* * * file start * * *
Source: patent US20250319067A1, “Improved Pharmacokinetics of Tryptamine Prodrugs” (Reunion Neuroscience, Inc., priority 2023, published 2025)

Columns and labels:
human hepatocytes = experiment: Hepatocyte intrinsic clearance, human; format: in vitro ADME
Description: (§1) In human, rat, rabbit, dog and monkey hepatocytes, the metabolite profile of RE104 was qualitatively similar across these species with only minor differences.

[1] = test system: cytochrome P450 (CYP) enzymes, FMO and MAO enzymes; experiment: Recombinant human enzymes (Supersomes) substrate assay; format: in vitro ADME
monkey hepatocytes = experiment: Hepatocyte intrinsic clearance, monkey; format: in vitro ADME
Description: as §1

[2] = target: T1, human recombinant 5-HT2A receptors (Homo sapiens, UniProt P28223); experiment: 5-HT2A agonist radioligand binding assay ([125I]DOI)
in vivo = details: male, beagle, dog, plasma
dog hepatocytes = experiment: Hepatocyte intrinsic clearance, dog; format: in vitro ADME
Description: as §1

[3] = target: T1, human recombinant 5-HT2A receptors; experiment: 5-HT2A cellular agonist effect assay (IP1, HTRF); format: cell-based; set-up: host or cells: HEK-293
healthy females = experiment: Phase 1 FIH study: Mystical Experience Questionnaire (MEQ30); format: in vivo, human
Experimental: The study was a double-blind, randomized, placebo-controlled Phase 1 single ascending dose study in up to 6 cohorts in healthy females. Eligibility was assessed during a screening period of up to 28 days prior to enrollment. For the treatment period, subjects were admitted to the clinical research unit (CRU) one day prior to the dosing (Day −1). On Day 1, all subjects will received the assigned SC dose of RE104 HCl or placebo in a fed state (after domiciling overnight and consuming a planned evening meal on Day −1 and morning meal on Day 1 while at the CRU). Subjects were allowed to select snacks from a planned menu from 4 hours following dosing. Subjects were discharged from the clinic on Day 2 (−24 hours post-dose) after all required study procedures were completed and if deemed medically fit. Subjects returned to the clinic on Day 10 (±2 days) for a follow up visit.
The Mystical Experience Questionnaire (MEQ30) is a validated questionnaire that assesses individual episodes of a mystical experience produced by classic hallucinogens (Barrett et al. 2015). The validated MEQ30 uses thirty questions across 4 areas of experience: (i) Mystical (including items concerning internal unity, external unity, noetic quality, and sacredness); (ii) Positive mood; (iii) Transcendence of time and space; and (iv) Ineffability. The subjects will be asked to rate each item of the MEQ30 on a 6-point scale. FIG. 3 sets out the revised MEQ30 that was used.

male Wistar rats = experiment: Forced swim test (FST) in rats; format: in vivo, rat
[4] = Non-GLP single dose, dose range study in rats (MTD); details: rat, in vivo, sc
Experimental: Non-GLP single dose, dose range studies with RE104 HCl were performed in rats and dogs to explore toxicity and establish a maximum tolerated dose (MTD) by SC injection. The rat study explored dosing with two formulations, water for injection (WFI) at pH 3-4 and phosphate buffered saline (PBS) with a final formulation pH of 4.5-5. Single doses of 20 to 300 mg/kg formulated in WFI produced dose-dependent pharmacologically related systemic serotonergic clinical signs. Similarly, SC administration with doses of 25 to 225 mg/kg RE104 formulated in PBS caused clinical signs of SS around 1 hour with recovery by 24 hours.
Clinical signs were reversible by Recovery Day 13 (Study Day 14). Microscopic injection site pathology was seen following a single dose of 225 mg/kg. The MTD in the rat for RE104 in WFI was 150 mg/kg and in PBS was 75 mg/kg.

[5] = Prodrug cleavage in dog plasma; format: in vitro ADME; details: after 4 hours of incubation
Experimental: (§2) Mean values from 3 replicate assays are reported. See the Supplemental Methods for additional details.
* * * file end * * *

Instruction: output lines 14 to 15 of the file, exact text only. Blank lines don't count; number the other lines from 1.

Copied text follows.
Experimental: The study was a double-blind, randomized, placebo-controlled Phase 1 single ascending dose study in up to 6 cohorts in healthy females. Eligibility was assessed during a screening period of up to 28 days prior to enrollment. For the treatment period, subjects were admitted to the clinical research unit (CRU) one day prior to the dosing (Day −1). On Day 1, all subjects will received the assigned SC dose of RE104 HCl or placebo in a fed state (after domiciling overnight and consuming a planned evening meal on Day −1 and morning meal on Day 1 while at the CRU). Subjects were allowed to select snacks from a planned menu from 4 hours following dosing. Subjects were discharged from the clinic on Day 2 (−24 hours post-dose) after all required study procedures were completed and if deemed medically fit. Subjects returned to the clinic on Day 10 (±2 days) for a follow up visit.
The Mystical Experience Questionnaire (MEQ30) is a validated questionnaire that assesses individual episodes of a mystical experience produced by classic hallucinogens (Barrett et al. 2015). The validated MEQ30 uses thirty questions across 4 areas of experience: (i) Mystical (including items concerning internal unity, external unity, noetic quality, and sacredness); (ii) Positive mood; (iii) Transcendence of time and space; and (iv) Ineffability. The subjects will be asked to rate each item of the MEQ30 on a 6-point scale. FIG. 3 sets out the revised MEQ30 that was used.